Altogether now?

If ever there was a time for clear and unambiguous leadership in the construction industry it’s now

RECENT tragic events have very publicly highlighted what happens when we get construction wrong, but what we don’t see is all the things that are wrong with construction in the UK but are hidden away under the surface.

As flooring contractors, you know that no amount of hard work on your part will enable you to overcome problems lurking under the surface in the substrate. If that substrate is defective what’s the point of covering it with a decorative covering?

But sadly, that is what I see in a construction industry that is almost unrecognisable from the one I joined 47 years ago!

Worse still we seem to have developed a culture of spin, and BS, and smoke and mirrors that is not only infuriating it is actually exacerbating the problem.

The elephant in the room
In the June issue of CFJ Richard Catt talked about not one, but a whole herd of elephants in the room the biggest of which being payment. And I wholeheartedly agree with him.

While the industry is facing a whole host of issues, payment is by far and away the biggest. If you don’t get paid you don’t have a business.

If you spend most of your time trying to get paid you have less time to address all the other issues that need your attention, and as for planning for the future, you probably can’t think beyond the end of the month.

So, why are we as an industry failing to recognise this and why isn’t it being properly addressed?

Because it’s the elephant in the room, it is such a major problem and such a controversial issue. And regrettably even when it is discussed the truth seems to be largely absent.

Here are some facts
Streetwisesubbie recently supported a piece of academic research that is statistically significant with 502 respondents, some 354 of whom were sub-contractors, over 70% of which had a turnover exceeding £1m. Here’s what the survey uncovered;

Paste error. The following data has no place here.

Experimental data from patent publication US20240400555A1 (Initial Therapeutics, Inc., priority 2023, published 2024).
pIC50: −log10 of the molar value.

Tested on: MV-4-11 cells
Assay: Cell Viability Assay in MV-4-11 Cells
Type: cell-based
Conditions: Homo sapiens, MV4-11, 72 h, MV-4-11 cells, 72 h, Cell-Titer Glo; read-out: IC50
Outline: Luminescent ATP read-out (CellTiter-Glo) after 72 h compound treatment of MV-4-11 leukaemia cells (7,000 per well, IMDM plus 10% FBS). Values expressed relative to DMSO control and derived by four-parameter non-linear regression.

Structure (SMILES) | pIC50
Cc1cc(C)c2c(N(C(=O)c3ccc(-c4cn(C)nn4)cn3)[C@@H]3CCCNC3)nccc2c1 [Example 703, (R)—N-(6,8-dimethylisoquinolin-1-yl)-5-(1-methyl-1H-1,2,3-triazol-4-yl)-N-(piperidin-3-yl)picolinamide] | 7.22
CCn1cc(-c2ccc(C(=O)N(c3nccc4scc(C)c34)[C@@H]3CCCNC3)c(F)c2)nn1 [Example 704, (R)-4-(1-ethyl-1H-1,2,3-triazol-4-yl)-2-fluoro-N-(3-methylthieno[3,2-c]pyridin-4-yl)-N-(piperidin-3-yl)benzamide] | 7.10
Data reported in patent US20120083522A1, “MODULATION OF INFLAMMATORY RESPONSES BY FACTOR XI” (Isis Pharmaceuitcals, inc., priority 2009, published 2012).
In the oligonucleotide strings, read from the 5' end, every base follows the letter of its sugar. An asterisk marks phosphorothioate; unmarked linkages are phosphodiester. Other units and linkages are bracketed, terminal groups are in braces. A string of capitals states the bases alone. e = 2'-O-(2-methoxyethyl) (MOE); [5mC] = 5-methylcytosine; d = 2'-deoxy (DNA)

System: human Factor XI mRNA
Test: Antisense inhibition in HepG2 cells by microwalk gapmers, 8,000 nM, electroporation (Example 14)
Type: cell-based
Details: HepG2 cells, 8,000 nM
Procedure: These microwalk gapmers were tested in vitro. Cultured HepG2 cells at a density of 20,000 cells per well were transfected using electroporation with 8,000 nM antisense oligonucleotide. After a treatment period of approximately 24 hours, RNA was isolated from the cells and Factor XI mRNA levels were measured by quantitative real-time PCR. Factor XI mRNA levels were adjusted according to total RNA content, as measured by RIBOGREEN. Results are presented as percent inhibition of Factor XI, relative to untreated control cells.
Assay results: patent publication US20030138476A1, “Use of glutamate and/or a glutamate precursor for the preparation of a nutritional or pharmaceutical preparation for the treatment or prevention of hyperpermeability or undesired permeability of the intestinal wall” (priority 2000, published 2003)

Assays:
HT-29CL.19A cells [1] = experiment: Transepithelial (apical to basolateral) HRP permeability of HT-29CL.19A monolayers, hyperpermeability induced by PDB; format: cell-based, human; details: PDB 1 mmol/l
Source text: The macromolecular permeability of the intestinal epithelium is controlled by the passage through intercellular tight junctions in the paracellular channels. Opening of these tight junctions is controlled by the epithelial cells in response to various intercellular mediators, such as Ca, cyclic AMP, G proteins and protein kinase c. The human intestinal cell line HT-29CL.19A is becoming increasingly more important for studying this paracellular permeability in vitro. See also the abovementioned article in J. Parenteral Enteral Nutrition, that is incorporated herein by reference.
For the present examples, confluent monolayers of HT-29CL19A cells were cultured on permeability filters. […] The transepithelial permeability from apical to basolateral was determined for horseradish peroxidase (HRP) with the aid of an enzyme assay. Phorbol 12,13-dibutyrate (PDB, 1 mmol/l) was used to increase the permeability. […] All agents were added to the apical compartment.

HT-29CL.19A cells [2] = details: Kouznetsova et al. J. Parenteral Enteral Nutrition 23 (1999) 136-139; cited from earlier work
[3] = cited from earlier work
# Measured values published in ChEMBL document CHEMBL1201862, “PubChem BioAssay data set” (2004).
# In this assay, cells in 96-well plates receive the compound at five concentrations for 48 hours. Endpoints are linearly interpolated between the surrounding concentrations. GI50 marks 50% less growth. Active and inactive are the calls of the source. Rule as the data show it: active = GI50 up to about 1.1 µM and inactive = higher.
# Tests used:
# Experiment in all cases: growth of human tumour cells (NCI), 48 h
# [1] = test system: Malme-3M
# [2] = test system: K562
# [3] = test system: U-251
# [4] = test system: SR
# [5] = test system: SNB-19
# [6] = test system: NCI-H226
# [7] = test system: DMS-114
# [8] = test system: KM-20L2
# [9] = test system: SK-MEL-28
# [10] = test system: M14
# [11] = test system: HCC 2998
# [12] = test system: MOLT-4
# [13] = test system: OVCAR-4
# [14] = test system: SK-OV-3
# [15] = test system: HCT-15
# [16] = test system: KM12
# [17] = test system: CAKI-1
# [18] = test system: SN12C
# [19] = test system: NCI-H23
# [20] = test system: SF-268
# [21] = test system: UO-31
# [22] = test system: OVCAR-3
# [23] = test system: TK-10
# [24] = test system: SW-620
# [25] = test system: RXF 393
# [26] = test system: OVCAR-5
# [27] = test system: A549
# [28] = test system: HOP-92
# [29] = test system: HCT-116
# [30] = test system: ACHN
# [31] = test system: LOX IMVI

A total of 87.17% of subcontractor’s main issue of dispute was regarding payment, compared to 64.21% of contractors suggesting Contractors receive payment within the agreed terms more frequently.
Even on public sector projects only 25% of subcontractors were paid on time, and on private sector projects that fell to 15%.

Subcontractors were subject to set off on 88.7% of their projects and between 9 and 34% (depending on turnover) said they were subject to set off on every project!

95.66% believed neither government nor the trade bodies were doing enough to tackle the problems in the industry.

So, what’s to be done?

Let’s start by cutting out the spin, and the BS, and the smoke and mirrors!

David Strydom recently asked Build UK:

What are your views on the fair payment issues facing the industry?

In my view, the answer shows just how far away from reality Build UK has become. For those that missed it here are some extracts from their answer, along with my thoughts:

‘To start with, it was challenging to ensure that those around the table felt comfortable having difficult conversations, but we reached a position where all parties could discuss the challenges much more quickly than we had anticipated.’